The shell of the layering system is going to be your waders for your lower half and your rain jacket for your upper half. I’ve spent many years fishing or hunting in the cold, last year I was introduced to the Orvis SonicSeam Waterfowler BootFoot Wader, and I can honestly say this is the first pair of bootfoot waders that actually keep my feet warm. I have had many bootfoot waders over the years with however many grams of thinsulate in them, those waders never truly kept my feet warm after being out in the elements for an extended period of time. The Orvis Waterfowler has an actual felt liner that is removable in the bootfoot, this wader is a total game changer for the cold weather angler. The wader itself is made of breathable material, so the additional layers in my layering system are needed to maintain my core body temperature. Your rain jacket should be the best one you can afford. Don’t skimp on this piece of equipment. You may hardly use your rain jacket, but for those moments that you do have to, a good rain jacket will keep out the elements while at the same time it is breathable, making life in the shell very enjoyable. A bad or cheap rain jacket probably won’t breathe well and probably isn’t that waterproof, this will create a miserable and dangerous condition out on the water.

I mentioned earlier that I only wear one pair of wool socks and it’s only one pair of wool hikers grade socks at that. The felt liner in my waders allows me to do so, they are that warm, just something to consider if you’re getting cold feet out there.

In addition to your insulation layers and your shell, you’ll have to bring along items to keep your head and neck warm, as well as your fingers. Warm hats, wool and polar buffs, and cut-off gloves with mittens built in can do the trick. One thing I do to help my hands stay warm, is to bring multiple pairs of gloves/mittens. That way, if one pair gets really wet, I move on to the next pair. I also keep a pretty good supply of those disposable hand warmers in my boat bag. Having those in your pocket can help heat those fingers back up if the elements have numbed them up.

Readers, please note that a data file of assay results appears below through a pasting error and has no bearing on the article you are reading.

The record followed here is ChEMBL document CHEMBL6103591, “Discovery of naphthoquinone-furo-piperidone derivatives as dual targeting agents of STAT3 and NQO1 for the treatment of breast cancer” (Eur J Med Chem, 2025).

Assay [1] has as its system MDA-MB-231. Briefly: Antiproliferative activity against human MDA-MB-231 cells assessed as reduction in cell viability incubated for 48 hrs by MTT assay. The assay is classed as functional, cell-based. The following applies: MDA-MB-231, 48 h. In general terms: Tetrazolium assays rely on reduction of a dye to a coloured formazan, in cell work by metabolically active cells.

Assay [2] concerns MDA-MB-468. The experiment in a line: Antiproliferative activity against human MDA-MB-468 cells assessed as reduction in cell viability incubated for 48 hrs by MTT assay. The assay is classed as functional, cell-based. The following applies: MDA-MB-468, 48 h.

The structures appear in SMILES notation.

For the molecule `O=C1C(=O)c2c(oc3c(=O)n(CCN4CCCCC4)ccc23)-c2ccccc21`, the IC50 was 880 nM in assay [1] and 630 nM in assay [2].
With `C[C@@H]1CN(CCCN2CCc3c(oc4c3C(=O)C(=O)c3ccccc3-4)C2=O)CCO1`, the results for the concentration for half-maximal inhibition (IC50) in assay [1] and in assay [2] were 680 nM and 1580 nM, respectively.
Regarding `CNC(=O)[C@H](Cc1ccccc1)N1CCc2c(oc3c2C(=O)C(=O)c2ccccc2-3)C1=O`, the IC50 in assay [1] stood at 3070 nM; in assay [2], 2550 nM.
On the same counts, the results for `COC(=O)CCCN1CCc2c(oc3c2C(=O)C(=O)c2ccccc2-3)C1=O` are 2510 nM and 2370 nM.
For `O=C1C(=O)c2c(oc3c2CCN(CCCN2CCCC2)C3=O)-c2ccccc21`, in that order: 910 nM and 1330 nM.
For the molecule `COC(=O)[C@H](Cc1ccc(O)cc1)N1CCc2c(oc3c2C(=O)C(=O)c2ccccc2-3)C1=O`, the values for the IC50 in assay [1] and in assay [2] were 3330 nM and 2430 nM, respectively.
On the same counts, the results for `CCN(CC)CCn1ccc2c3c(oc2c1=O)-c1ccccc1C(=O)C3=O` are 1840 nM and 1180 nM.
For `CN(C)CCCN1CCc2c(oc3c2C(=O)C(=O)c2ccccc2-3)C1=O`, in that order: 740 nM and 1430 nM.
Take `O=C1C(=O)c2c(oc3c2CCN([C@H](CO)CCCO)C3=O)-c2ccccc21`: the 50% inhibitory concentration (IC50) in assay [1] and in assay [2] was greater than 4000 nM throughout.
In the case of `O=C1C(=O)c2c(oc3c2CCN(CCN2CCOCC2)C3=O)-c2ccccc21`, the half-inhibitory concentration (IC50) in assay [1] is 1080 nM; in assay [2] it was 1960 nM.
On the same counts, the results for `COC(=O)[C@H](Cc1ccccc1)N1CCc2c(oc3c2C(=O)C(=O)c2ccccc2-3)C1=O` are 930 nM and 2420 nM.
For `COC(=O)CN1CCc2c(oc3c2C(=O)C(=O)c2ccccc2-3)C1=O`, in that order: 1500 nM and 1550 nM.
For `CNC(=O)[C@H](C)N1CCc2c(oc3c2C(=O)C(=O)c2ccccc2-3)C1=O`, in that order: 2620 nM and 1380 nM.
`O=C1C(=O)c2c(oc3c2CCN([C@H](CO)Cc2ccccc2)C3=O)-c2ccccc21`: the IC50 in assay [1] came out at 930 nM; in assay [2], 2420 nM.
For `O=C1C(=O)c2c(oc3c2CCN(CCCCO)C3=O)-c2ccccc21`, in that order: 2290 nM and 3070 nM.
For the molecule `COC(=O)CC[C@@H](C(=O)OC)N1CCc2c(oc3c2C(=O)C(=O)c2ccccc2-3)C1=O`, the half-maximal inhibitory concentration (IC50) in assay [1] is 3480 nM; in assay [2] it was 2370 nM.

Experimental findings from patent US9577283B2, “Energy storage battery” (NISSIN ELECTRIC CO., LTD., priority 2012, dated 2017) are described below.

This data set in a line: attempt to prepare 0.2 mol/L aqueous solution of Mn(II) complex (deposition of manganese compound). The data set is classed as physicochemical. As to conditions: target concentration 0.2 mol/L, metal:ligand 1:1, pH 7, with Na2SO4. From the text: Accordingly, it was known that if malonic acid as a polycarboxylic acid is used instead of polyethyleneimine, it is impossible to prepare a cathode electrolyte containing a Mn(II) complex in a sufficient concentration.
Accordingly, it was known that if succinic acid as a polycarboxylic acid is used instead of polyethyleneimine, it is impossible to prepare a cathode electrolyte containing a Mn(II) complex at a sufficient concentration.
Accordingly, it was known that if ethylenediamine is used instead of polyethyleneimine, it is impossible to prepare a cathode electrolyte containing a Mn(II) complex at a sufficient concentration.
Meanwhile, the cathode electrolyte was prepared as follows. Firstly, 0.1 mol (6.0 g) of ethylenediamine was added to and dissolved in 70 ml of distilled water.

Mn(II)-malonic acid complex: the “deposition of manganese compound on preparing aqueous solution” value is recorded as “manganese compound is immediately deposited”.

When it comes to food and drinks on the colder days, bring hot foods like soup or chili, and hot drinks like coffee or warm tea or even warm apple cider. By pumping in warm foods and hot drinks, it helps warm up your insides and provides much needed fuel to keep that interior furnace running on those cold days.

With a proper layering system, an outstanding shell, warm items for your extremities, and warm foods/drinks to consume; you’ll find that you can not only last a lot longer in the more extreme elements, but you’ll actually enjoy your time out there more.

Here is a list of Ben’s layering/shell system for your reference:

Base Layer-Sitka Core Bottoms and Top.

Insulation Layer One-Sitka Traverse Bottoms and Hoody Top.

Insulation Layer Two-Lightweight Wader Pant and Sitka Jetstream Vest.

Insulation Layer Three-Redington Wader Pant and Sitka 90% Jacket.

Insulation Layer Four (Upper Body)-Sitka Kelvin Lite Jacket (Puffy Jacket).

Lower Body Shell-Orvis SonicSeam Waterfowler BootFoot Wader.

Upper Body Shell-Orvis SonicSeam Tailwater Rain Jacket.

Warm Hat-Stormy Kromer.

Additional things for head and neck-Wool Buff and Polar Buff.

Gloves/Mittens-Redington Mitt/Glove Hybrid.

Socks-Wool Socks from Costco.

Leave a Reply

Your email address will not be published. Required fields are marked *

This site uses Akismet to reduce spam. Learn how your comment data is processed.